Weeping And Rejoicing

“First, I would bid you stand and see the place where the Lord lay with emotions of deep sorrow. O come, my beloved brother, thy Jesus once lay there. He was a murdered man, my soul, and thou the murderer.

‘Ah, you, my sins, my cruel sins,
His chief tormentors were,
Each of my crimes became a nail,
And unbelief the spear.’
‘Alas! and did my Saviour bleed?
And did my Sov’reign die?’

“I slew Him—this right hand struck the dagger to His heart. My deeds slew Christ. Alas! I slew my best beloved: I killed Him who loved me with an everlasting love. Ye eyes, why do ye refuse to weep when ye see Jesus’ body mangled and torn? Oh! give vent to your sorrow, Christians, for ye have good reason to do so…. My soul was drowning. From heaven’s high portals He saw me sinking in the depths of hell. He plunged in.

‘He SANK beneath His heavy woes,
To raise me to a crown;
There’s ne’er a gift His hand bestows.
But cost His heart a groan.’

“Ah! we may indeed regret our sin, since it slew Jesus.

“Now, Christian, change thy note a moment. ‘Come, see the place where the Lord lay,’ with joy and gladness. He does not lie there now. Weep, when ye see the tomb of Christ, but rejoice because it is empty. Thy sin slew Him, but His divinity raised Him up. Thy guilt hath murdered Him, but His righteousness hath restored Him. Oh! He hath burst the bonds of death; He hath ungirt the cerements of the tomb, and hath come out more than conqueror, crushing death beneath His feet. Rejoice, O Christian, for He is not there—He is risen.” —Charles Spurgeon 

Poetry Saturday—Against A Thorn

 

Once I heard a song of sweetness,
As it cleft the morning air,
Sounding in its blest completeness,
Like a tender, pleading prayer;
And I sought to find the singer,
Whence the wondrous song was borne;
And I found a bird, sore wounded,
Pinioned by a cruel thorn.
 
I have seen a soul in sadness,
While its wings with pain were furl’d,
Giving hope, and cheer and gladness
That should bless a weeping world;
And I knew that life of sweetness,
Was of pain and sorrow raw borne,
And a stricken soul was singing,
With its heart against a thorn.
 
Ye are told of One who loved you,
Of a Saviour crucified,
Ye are told of nails that pinioned,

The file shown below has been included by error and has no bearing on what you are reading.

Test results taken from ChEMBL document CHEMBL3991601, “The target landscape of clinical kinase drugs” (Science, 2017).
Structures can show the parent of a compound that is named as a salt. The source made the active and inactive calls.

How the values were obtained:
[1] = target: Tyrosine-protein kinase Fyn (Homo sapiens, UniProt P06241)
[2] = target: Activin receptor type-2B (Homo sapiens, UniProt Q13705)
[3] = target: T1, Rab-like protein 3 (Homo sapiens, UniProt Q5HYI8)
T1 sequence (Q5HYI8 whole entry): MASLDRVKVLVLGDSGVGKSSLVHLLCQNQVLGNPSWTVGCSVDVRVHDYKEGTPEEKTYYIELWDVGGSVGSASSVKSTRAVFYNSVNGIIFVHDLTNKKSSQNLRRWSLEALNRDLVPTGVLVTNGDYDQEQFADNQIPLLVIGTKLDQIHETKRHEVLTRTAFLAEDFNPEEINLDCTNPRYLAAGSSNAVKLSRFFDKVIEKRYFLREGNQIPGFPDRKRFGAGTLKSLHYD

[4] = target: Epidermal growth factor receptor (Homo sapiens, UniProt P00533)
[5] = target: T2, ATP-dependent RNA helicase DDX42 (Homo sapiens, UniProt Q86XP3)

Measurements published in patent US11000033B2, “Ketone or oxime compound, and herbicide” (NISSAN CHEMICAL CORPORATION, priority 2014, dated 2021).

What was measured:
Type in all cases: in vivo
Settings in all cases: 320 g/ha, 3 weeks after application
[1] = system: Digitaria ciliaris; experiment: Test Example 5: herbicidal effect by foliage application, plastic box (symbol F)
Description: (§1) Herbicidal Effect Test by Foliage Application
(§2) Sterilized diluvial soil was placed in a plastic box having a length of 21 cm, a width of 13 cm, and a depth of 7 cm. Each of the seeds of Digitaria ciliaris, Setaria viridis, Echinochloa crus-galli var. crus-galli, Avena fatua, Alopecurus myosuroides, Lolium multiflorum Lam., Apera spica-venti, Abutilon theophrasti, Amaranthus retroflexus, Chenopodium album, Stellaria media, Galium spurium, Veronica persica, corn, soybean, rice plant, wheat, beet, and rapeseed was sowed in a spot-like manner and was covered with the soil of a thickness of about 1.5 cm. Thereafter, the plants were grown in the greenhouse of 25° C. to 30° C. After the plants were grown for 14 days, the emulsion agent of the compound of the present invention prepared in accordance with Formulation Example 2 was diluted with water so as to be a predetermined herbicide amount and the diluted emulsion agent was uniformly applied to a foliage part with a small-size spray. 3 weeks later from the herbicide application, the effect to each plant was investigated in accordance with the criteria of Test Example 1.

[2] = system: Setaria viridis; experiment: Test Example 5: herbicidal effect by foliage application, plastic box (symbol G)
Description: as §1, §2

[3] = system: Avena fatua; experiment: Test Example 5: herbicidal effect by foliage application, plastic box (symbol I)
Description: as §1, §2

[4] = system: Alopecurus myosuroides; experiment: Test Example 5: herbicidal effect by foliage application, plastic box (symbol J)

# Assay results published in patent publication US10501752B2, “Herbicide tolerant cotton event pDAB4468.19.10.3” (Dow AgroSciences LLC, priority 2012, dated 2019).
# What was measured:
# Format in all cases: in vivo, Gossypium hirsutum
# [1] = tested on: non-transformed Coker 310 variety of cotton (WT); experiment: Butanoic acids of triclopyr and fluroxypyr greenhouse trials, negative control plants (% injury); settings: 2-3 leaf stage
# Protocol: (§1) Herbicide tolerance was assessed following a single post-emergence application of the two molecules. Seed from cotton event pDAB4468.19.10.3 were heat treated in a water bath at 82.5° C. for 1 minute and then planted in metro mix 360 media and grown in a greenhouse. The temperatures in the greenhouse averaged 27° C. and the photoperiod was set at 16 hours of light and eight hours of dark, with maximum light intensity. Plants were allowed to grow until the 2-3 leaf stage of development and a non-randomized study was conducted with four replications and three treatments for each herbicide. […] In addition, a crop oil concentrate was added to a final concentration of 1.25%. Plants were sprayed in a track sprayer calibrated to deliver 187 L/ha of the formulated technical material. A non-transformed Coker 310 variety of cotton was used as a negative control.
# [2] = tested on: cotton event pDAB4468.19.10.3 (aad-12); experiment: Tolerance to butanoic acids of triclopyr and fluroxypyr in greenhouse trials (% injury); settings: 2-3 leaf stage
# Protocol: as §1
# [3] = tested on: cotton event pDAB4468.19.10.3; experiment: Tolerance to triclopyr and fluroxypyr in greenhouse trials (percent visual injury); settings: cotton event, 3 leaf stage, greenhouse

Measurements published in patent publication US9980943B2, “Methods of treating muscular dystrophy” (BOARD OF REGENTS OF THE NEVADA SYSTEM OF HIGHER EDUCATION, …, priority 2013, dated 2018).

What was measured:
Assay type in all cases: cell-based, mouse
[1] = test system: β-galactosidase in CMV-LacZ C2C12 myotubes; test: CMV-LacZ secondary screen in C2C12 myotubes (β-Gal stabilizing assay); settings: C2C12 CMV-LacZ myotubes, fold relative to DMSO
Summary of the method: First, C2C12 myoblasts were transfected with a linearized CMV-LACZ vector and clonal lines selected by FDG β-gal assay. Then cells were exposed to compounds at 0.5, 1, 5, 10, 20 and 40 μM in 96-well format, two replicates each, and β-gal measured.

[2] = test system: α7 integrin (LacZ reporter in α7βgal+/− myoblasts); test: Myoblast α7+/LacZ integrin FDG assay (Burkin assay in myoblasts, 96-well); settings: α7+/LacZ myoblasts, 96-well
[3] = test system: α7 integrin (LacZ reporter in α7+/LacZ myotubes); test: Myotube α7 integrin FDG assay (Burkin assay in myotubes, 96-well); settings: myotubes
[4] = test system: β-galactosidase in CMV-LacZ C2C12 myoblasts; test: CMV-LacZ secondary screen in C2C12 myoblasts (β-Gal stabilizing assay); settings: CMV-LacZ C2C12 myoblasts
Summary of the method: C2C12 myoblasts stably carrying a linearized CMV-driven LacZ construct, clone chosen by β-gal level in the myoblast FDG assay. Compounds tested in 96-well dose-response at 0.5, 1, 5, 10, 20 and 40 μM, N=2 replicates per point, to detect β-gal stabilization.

And a spear that pierced His side;
Ye are told of cruel scourging,
Of a Saviour bearing scorn,
And He died for your salvation,
With His brow against a thorn.
 
Ye “are not above the Master.”
Will you breathe a sweet refrain?
And His grace will be sufficient,
When your heart is pierced with pain.
Will you live to bless His loved ones,
Tho’ your life be bruised and torn,
Like the bird that sang so sweetly,
With its heart against a thorn? —Carrie Ellis Breck

Poetry Saturday—If All My Days Were Sunny

If all my days were sunny, could I say,
“In His fair land He wipes all tears away”?

If I were never weary, could I keep
This blessed truth, “He gives His loved ones sleep”?

If no grave were mine, I might come to deem
The Life Eternal but a baseless dream.

My winter, and my tears, and weariness,
Even my grave, may be His way to bless.

I called them ills; yet that can surely be
Nothing but love that shows my Lord to me!

—Anonymous

Poetry Saturday—Let Us Be Kind

hearts-in-natureLet us be kind;
The way is long and lonely,
And human hearts are asking for this blessing only—
     That we be kind.
We cannot know the grief that men may borrow,
We cannot see the souls storm-swept by sorrow,
But love can shine upon the way today, tomorrow—
     Let us be kind.
 

Let us be kind;
This is a wealth that has no measure,
This is of heaven and earth the highest treasure—
     Let us be kind.
A tender word, a smile of love in meeting,
A song of hope and victory to those retreating,
A glimpse of God and brotherhood while life is fleeting—
     Let us be kind.
 

Let us be kind;
Around the world the tears of time are falling,
And for the love and lost these human hearts are calling—
     Let us be kind.
To age and youth let gracious words be spoken,
Upon the wheel of pain so many weary lives are broken,
We live in vain who give no tender token—
     Let us be kind.
 

Let us be kind;
The sunset tints will soon be in the west,
Too late the flowers are laid then onto quiet breast—
     Let us be kind.
And when the angel guides have sought and found us,
Their hands shall link the broken ties of earth that bound us,
And heaven and home shall brighten all around us—
     Let us be kind. —W. Lomax Childress

Poetry Saturday—See God In Everything

lake-michigan“Give me a new idea,” I said,